Object-object occlusion

I’ve been playing with an invisiprim. In case you don’t know what those are – if you’re wearing heels, you very likely have two on you right now. They are prims textured in a specific tricky way, that makes the avatar mesh invisible when seen through it, as well as any prim textured with a texture containing an alpha channel. In footwear, they are usually used to make the feet invisible when otherwise they would stick through the sole of the shoe. Normally, this is thought to be the limit of invisiprims, but I have found that it is not so. Later, I found out that the effect was already observed and described, but as usual, lost in the sea of information, and so, mostly forgotten.

When Second Life viewer draws what you see, it has in it’s possession the entirety of objects within the sphere delimited by your draw distance slider, because it requested their positions and parameters from the server. But to send the entire mess to the graphics card would choke even the best ones, so it tries to save a little. Upon converting the objects into triangles, it only sends those that it expects you to be able to see, and it determines it by calculating which objects cover which ones. Objects that are considered covered are not rendered at all.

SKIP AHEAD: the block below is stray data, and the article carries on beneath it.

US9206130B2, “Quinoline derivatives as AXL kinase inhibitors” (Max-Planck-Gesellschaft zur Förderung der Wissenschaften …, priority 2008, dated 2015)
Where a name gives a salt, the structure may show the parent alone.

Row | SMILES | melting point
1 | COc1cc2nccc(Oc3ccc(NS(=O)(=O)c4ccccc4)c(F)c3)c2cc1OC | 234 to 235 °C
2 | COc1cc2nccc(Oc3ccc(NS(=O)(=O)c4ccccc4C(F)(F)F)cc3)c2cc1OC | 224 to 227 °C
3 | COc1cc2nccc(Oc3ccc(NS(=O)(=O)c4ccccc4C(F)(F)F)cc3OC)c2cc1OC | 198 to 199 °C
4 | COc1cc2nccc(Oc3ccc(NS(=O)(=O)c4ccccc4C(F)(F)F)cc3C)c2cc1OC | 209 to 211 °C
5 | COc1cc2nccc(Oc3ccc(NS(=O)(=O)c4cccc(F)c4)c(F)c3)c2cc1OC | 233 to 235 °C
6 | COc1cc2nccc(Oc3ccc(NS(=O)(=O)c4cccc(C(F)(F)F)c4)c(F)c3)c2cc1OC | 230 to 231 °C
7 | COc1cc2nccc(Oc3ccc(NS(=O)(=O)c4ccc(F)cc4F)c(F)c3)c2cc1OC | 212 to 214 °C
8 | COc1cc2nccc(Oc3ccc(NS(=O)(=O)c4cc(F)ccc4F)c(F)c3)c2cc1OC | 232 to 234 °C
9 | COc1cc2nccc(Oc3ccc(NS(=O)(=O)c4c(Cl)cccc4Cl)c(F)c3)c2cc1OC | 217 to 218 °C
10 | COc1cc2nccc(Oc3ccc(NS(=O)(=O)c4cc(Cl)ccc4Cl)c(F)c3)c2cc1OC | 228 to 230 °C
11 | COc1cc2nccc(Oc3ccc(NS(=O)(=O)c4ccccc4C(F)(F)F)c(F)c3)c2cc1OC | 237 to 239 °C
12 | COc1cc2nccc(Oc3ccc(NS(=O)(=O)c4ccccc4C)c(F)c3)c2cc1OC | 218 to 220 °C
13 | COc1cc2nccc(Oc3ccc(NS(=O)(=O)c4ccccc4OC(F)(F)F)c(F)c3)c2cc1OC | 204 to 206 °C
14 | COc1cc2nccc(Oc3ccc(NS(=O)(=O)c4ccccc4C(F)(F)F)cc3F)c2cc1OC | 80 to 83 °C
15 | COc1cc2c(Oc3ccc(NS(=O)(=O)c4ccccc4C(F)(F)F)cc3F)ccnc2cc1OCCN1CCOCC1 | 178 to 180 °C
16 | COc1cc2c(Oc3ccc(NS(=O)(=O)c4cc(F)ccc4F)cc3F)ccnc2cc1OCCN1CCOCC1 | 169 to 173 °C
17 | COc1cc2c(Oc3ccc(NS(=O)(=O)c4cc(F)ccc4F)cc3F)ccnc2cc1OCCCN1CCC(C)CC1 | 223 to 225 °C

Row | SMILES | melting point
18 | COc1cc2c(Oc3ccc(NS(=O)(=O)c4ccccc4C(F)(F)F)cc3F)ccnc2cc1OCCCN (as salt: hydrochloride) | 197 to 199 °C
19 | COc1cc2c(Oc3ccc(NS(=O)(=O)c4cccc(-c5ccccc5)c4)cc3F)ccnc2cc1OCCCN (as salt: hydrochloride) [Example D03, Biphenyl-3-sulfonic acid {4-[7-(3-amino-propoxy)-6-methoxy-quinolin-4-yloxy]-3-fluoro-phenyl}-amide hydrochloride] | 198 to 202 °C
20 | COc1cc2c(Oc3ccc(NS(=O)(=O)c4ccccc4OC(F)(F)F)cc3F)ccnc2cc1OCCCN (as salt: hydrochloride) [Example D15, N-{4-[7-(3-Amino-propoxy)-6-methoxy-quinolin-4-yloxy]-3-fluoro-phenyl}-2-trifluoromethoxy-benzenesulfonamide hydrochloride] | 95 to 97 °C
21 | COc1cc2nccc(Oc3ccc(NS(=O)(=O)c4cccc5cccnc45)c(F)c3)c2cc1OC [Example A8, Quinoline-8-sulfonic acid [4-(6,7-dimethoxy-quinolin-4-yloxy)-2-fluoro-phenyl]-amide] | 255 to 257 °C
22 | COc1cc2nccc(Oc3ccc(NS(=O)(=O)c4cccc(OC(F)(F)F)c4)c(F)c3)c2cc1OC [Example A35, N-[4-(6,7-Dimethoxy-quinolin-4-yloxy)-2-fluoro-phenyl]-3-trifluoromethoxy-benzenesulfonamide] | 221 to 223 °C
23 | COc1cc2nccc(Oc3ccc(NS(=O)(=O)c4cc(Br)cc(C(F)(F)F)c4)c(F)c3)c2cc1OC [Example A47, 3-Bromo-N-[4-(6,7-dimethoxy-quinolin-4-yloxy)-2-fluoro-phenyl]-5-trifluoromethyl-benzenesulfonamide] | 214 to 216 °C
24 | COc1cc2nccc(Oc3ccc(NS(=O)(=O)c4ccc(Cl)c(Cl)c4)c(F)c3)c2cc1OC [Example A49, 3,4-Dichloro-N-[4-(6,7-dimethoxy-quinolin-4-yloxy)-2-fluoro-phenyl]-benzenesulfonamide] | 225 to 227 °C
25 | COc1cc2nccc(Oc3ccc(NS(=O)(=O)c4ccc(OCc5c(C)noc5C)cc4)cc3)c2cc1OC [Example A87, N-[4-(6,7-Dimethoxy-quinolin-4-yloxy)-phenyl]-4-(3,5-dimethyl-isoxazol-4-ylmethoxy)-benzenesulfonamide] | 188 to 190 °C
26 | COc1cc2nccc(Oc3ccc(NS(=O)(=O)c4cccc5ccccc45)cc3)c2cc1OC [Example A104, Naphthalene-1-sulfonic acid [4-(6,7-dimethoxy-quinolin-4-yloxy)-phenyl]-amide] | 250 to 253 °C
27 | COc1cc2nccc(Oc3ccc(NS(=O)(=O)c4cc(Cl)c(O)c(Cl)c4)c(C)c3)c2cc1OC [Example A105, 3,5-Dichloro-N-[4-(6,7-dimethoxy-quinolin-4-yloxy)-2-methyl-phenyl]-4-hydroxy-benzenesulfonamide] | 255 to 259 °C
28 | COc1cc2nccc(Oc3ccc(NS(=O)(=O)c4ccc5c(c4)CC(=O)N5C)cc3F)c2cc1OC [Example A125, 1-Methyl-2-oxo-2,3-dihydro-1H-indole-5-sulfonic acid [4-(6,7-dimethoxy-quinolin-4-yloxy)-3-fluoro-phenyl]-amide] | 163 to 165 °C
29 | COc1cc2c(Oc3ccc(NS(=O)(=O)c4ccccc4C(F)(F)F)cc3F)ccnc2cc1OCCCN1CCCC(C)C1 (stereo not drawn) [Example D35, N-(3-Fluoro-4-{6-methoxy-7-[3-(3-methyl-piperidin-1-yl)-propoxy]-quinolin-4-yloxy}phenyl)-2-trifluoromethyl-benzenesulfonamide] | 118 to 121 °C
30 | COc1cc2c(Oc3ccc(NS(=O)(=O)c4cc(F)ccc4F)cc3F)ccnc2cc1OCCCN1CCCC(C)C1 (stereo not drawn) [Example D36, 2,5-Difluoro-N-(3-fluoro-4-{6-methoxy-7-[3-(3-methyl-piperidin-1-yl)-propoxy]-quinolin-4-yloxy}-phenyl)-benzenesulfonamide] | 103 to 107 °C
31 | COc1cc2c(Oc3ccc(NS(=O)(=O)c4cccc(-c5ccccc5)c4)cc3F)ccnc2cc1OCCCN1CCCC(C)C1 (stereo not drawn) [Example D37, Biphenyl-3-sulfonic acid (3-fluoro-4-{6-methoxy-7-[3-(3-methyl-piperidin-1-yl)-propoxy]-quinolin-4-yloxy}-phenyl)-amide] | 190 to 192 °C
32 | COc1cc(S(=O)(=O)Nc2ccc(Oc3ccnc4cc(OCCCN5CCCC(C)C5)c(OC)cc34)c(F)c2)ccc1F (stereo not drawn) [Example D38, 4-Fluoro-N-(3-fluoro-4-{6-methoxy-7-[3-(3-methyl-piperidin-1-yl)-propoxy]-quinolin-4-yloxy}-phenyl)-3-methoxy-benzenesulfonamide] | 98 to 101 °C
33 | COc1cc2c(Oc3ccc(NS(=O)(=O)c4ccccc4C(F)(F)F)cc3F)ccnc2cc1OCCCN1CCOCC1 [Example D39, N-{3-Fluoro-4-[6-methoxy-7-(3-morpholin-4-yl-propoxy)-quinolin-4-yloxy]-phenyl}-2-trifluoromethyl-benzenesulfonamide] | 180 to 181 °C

This is a mathematically complex problem, so it prefers to err on the side of caution. A big sheet of invisiprim is still considered non-transparent by this process, so you can see just what it requires to make it consider an object ‘covered’ — that is, occluded — and observe the practical savings yourself.

And it is very obvious that occlusion is not determined per individual prim, but per linked object. If you only see part of my 252 prim glasses, your card still gets the full data on every single triangle that composes them. But the moment I step far enough behind a wall, this no longer happens, and they cannot possibly affect your rendering. If I am behind your back, you don’t see them either. Only the avatars directly and at least partially within your camera view affect your FPS.

Now, what happens if you’re inside a completely linked building? It will occlude the avatars behind the walls, but it will get sent completely to your card, every prim of it. As a result, the card will get information on the walls behind your back, and even though it will not need to draw them, it will have to process them too. Which means that depending on the surroundings, a complex build made of smaller linked chunks may actually be faster to render than a simpler build that is linked together as one unit.

Whether any FPS drop can be avoided this way remains to be proven, naturally, but it is something to consider. It is clear though, that practical rendering lag that corresponds to high ARC — what little of it is actually there — very much depends on where you are and how complex your environment is, but mostly, it depends on how many avatars you actually see at once. Much of the rendering load at the Hair Fair could be avoided completely by making less open spaces and higher walls.

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